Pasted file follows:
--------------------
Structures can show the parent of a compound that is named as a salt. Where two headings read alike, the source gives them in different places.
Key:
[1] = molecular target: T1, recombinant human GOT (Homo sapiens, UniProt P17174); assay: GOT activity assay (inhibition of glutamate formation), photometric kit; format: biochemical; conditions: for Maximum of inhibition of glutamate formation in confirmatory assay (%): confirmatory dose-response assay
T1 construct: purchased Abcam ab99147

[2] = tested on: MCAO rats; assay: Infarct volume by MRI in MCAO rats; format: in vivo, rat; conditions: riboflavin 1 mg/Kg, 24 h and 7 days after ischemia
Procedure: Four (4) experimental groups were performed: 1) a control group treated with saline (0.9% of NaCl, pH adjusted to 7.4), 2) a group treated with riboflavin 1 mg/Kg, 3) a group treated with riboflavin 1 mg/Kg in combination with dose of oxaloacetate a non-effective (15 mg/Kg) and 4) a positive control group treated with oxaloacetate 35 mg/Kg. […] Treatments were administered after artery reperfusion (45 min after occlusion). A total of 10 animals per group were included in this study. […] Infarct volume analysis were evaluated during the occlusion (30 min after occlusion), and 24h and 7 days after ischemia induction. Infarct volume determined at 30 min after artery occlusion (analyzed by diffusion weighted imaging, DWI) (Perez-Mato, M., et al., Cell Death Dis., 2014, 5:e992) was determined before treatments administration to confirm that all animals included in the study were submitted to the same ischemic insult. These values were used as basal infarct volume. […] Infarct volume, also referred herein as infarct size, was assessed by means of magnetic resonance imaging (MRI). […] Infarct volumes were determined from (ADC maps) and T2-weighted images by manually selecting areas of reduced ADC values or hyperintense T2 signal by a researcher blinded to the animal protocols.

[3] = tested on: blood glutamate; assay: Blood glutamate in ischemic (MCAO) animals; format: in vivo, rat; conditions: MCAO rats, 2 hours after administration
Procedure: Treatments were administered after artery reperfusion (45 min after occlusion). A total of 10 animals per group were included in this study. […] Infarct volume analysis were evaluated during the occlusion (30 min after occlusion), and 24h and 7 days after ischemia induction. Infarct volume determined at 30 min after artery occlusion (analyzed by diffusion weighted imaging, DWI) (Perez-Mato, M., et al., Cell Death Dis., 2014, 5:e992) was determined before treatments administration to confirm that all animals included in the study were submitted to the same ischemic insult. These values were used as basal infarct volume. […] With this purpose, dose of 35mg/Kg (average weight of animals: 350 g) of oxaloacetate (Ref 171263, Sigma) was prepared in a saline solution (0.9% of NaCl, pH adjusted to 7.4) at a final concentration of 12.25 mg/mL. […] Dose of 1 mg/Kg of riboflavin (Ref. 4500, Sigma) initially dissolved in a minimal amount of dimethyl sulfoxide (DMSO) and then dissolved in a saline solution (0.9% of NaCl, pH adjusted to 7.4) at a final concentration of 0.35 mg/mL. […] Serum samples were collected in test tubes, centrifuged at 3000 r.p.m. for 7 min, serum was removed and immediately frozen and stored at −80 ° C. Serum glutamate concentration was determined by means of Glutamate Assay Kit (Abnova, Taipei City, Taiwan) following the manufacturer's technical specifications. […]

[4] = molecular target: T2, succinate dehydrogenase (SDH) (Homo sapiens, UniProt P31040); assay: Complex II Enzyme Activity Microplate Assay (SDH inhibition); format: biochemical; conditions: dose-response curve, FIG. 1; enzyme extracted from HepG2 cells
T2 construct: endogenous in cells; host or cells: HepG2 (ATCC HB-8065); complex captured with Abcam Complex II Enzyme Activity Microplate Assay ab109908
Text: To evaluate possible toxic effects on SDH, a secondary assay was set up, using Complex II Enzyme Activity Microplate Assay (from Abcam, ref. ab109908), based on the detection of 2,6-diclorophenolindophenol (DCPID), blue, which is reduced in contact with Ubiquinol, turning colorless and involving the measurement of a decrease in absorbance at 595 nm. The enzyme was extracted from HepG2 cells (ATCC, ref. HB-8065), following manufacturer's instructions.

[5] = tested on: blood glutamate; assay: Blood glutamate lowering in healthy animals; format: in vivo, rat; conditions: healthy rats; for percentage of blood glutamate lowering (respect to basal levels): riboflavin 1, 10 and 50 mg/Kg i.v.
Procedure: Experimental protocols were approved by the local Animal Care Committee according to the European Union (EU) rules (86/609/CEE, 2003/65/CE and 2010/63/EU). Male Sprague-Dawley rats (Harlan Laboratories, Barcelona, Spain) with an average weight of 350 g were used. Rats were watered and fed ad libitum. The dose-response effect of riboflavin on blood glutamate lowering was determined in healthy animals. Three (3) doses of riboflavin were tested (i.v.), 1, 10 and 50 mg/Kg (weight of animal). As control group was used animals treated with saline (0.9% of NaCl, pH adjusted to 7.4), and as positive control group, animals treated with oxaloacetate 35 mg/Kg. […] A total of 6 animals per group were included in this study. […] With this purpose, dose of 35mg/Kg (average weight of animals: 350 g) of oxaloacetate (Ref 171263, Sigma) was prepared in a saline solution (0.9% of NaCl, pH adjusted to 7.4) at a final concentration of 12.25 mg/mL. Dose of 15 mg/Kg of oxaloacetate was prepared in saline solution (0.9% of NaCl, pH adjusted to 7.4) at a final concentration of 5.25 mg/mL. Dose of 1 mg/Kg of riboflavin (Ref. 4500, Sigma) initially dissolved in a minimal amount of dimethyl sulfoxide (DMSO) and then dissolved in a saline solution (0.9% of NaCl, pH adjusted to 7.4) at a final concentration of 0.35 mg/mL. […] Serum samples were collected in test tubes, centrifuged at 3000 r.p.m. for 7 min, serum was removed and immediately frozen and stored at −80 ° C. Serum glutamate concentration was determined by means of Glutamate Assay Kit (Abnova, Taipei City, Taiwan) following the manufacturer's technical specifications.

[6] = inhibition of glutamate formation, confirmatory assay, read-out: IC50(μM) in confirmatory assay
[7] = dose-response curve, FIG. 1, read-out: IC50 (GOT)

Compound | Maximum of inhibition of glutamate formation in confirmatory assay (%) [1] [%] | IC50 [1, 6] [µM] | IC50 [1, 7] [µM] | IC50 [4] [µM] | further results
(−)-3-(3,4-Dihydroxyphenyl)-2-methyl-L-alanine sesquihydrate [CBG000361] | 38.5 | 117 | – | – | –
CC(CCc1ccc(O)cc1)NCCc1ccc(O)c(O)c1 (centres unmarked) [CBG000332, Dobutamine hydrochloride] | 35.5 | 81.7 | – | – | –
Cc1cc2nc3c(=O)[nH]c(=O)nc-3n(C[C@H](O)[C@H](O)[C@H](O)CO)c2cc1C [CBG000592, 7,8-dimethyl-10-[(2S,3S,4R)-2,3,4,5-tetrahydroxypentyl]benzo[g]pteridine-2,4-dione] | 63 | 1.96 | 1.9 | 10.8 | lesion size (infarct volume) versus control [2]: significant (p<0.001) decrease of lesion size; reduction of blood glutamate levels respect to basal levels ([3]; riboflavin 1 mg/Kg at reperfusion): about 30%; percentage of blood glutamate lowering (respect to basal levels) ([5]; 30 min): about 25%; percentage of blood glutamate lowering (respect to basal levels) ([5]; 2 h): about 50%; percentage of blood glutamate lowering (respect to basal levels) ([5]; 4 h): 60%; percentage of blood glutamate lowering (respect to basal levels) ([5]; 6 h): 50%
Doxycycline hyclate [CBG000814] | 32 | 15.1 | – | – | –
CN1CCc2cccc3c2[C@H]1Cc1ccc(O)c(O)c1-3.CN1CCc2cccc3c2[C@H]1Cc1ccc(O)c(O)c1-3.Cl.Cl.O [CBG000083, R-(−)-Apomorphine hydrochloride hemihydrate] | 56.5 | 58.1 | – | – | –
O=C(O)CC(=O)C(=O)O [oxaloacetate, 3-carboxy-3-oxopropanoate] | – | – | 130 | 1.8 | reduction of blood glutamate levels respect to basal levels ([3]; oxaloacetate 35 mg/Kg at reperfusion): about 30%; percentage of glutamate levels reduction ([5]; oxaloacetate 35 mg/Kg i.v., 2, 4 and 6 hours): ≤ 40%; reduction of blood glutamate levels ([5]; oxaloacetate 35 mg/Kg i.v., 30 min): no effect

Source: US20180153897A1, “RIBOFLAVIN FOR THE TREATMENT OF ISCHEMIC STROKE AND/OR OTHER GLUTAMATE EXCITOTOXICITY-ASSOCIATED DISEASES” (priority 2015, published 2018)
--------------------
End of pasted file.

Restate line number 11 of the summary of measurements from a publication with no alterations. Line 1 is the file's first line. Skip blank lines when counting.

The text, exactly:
Text: To evaluate possible toxic effects on SDH, a secondary assay was set up, using Complex II Enzyme Activity Microplate Assay (from Abcam, ref. ab109908), based on the detection of 2,6-diclorophenolindophenol (DCPID), blue, which is reduced in contact with Ubiquinol, turning colorless and involving the measurement of a decrease in absorbance at 595 nm. The enzyme was extracted from HepG2 cells (ATCC, ref. HB-8065), following manufacturer's instructions.